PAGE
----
Africa of the 21st century is not the Africa of Joseph Conrad’s, you know, adventure novels; nor is it the Africa of the latter half of the 20th century that was a staging ground for Cold War rivalries. It is a whole new world in a new century that we embrace, along with our partners in North America, Europe and Asia. The countries of Africa, Gabon included, share the visions of Americans for security, sustainable democracy, economic development, improved public health and peace across the continent.
Africa will not be able to develop itself without peace. Stability of the continent and good governance should be considered as strategic resources for the continent. We must pursue these goals as partners. Each of us has ideas to contribute. Each of us has effort to expend. Each of us wants to see the other succeed. Each of us needs to see the other succeed. But are we heard?
Can we count on you, America, to treat us as equal partner with respect for our ideas and our specific challenges? Can we count on you not to amalgamate all of our 53 African countries under one generic label, relatively unknown, subject to prejudice and, let’s be frank, looked down upon? I sincerely hope we can. So let’s have the courage to do so. I was heartened by President Obama’s word in Accra two years ago that America has a responsibility to work with you as a partner.
Together, let us write the next chapter in Africa’s relations with Africa and the world’s relations with Africa, the continent that science tells us is the original home of humanity. I wish, again, to thank my hosts, President Kempe, Chairman Hagel, Dr. Pham and all of your colleagues at the Atlantic Council for providing this forum today.
I wish I could stay longer and speak to all of you individually, but as you know, Gabon serves this month as president of the United Nations Security Council and my responsibilities in this regard, you know, require me to return to New York City today.
Anyway, I hope that, on one day very soon, I can reciprocate the hospitality shown by the Atlantic Council of the United States by hosting a forum much like this on in Gabon. And that event, I invite all of you to come to visit us. In fact, visit us even without the excuse of a formal event. We will welcome you. Thank you for your attention. Thank you very much.
FREDERICK KEMPE: Thank you, Mr. President, for that speech and those words and the challenge to all of us to look at Africa in a new way. The president has graciously agreed to open this to questions and engage with the audience. So if you would raise your hand and then they’ll bring a mic to you, and if you would kindly identify yourself for the benefit – in the back there?
Q: Good morning, Mr. President. It’s certainly nice to see you. I’ve been to Gabon at least five times. I was there in ’95 leading an American delegation to monitor the elections, and I have a warm, you know, view of the country. My question – I’m glad you mentioned the issue of climate change because I would like to know, how has climate change affected Gabon? And do you feel that the United States and western countries are properly addressing climate change in Africa?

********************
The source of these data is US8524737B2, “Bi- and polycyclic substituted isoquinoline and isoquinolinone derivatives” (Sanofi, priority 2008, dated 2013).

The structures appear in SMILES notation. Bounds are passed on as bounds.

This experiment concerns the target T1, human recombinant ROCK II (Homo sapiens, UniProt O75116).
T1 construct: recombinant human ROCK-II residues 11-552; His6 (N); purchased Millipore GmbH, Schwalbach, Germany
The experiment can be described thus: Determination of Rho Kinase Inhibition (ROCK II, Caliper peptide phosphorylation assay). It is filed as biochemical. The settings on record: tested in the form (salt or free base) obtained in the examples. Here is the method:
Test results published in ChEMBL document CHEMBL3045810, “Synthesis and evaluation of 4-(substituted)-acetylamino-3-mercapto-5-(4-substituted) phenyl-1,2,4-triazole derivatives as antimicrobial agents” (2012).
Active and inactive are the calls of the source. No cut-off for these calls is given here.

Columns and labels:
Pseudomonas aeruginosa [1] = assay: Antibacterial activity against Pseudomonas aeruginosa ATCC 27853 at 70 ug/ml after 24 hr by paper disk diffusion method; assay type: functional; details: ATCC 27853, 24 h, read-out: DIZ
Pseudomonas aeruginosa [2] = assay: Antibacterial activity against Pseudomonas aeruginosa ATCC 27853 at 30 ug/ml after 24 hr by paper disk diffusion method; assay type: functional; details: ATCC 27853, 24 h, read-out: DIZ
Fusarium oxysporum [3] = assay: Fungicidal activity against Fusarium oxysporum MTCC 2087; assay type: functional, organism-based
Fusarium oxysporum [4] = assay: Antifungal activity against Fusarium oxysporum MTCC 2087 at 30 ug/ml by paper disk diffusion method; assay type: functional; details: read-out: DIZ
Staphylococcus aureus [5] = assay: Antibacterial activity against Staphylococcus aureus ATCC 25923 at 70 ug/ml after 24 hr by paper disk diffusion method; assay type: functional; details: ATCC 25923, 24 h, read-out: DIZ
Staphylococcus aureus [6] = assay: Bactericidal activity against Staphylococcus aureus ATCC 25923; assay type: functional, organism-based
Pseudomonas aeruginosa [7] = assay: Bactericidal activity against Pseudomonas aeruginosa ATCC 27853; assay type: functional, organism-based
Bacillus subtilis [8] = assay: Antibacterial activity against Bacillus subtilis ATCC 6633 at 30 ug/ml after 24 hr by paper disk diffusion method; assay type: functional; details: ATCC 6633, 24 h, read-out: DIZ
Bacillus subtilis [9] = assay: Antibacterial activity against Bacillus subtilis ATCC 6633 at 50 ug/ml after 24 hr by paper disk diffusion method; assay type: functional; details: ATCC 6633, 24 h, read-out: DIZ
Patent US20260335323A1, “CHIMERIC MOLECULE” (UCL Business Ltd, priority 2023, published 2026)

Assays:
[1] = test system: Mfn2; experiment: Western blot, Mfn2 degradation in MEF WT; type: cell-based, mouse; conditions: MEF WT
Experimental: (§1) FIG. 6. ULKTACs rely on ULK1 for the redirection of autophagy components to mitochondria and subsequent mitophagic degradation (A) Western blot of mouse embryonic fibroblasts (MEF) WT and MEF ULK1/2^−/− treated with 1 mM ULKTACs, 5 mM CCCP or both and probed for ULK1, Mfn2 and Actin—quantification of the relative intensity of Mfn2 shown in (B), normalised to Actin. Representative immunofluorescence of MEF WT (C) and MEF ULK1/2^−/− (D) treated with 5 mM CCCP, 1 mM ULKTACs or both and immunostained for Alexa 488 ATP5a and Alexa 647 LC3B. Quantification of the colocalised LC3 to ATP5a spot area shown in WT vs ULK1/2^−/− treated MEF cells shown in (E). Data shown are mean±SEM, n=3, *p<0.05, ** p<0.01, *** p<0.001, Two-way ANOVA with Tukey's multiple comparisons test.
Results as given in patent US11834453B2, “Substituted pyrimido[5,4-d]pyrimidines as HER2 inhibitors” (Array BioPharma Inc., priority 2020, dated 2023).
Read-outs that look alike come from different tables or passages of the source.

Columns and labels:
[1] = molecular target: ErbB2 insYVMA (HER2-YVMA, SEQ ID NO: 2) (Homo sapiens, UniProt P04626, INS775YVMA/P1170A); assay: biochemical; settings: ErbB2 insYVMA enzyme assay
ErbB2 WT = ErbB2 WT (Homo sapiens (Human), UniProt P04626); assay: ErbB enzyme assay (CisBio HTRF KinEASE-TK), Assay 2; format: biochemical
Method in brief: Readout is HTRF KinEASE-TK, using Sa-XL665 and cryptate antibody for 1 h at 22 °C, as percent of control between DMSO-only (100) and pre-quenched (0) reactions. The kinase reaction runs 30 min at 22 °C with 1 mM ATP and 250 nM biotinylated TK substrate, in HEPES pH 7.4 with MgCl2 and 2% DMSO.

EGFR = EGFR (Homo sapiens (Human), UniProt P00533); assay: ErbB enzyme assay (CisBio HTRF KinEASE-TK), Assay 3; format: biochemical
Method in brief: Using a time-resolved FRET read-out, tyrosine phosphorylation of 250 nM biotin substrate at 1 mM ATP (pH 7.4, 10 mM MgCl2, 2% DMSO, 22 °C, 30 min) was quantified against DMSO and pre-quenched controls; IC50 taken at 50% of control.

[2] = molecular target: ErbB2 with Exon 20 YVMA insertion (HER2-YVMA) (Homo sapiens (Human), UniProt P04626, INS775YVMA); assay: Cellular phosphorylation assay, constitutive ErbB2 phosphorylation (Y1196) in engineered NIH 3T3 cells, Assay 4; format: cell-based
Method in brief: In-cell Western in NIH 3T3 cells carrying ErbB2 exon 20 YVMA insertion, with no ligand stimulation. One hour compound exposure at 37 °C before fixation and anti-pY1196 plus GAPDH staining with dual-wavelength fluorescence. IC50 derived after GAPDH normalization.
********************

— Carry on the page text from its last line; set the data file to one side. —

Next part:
PRESIDENT ALI BONGO ONDIMBA: I would say that like most countries in the world, we are being affected by climate change. It’s one thing to recognize that these problems, you know, are very important, and we have done so. We have also realized that it was important to be part of a solution than of a problem, so we took important decisions in Gabon.
And when we went to Copenhagen, our message was, like, Gabon, as many countries in Africa, cannot be blamed, you know, for pollution, for having done so for a whole century, but we recognized that before, if yesterday we were ignorant of the danger of climate change, today, we all know. So let’s forget the past and let’s, you know, look forward and do something.
We are part of the Congo Basin, and as such, we wanted to make everybody recognize the importance, you know, of the rainforest countries. So alongside with Brazil, the Amazon Basin, and also southeast Asia, the Borneo-Mekong Basin, we want to tell the world that we are part of the solution. What we do in our country will affect, you know, the rest of the world.
It was not easy for us to decide that sitting on, as I mentioned – you know, the country is being covered by 80 percent of rainforest – it was not easy to decide and to convince people that, okay, we will go into preservation. We will not cut all the trees, though we need the resources, we need the money to develop our country. We are going to be wise about it.
Today, I can report that deforestation in Gabon is less than 1 percent, showing that we have been, you know, showing leadership and trying to also show an example. We had hoped, going into Copenhagen, that the whole world would recognize the difficult situation we find ourselves in, but it wasn’t the case. We are hoping that the next round in Durban in South Africa will bring the international community to recognize that there is, you know, a big problem ahead of us and that we have to respond collectively.